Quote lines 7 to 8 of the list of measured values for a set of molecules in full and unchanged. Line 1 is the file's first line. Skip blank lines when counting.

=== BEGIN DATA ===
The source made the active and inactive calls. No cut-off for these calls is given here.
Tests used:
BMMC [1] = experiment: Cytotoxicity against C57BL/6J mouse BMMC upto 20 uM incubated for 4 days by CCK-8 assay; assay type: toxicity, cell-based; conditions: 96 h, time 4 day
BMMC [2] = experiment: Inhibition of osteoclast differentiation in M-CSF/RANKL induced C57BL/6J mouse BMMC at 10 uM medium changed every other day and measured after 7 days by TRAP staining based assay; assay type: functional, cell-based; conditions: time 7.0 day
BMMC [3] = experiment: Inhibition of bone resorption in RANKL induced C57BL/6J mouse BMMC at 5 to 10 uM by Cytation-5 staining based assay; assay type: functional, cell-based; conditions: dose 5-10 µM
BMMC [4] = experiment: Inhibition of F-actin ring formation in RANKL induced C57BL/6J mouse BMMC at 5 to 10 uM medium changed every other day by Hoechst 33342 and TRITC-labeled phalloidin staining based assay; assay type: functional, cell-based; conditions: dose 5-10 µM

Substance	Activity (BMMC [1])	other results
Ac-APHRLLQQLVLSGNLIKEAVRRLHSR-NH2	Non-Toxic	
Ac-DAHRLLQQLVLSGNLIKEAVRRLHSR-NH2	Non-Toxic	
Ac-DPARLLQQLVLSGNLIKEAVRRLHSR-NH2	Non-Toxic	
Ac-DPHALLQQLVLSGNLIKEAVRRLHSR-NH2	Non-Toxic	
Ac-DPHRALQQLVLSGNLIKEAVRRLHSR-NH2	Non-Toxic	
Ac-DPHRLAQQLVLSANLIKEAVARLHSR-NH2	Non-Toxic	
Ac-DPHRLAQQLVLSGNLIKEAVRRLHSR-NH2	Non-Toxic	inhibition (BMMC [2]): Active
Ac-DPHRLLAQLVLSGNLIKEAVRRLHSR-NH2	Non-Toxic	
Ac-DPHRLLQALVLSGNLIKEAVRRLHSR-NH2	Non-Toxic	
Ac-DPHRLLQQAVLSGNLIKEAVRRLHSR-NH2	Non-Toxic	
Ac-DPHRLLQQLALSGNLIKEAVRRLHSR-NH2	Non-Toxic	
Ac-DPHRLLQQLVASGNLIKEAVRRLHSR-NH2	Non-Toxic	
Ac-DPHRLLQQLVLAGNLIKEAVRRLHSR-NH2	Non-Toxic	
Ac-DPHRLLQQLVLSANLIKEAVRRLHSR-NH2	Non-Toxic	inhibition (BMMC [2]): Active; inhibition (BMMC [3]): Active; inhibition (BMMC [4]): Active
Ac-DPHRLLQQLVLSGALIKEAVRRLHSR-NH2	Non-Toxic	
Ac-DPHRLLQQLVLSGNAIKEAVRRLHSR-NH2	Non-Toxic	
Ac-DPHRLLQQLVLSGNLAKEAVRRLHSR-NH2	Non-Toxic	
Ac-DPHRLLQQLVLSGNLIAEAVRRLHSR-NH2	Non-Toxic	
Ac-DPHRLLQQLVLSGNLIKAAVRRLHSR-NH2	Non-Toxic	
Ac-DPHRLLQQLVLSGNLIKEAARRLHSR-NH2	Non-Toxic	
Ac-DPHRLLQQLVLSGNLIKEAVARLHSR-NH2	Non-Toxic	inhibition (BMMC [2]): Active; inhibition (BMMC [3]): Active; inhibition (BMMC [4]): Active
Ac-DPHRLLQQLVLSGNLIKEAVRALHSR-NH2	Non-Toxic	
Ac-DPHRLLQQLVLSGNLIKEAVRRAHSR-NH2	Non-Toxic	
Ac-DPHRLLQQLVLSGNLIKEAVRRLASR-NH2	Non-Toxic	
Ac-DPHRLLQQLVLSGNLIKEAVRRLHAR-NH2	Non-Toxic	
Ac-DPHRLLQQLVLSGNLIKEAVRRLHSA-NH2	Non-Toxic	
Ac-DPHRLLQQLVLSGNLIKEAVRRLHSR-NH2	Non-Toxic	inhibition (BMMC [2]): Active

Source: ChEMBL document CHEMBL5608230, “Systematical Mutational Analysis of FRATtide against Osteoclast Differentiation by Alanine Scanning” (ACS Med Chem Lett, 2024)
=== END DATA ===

Substance	Activity (BMMC [1])	other results
Ac-APHRLLQQLVLSGNLIKEAVRRLHSR-NH2	Non-Toxic	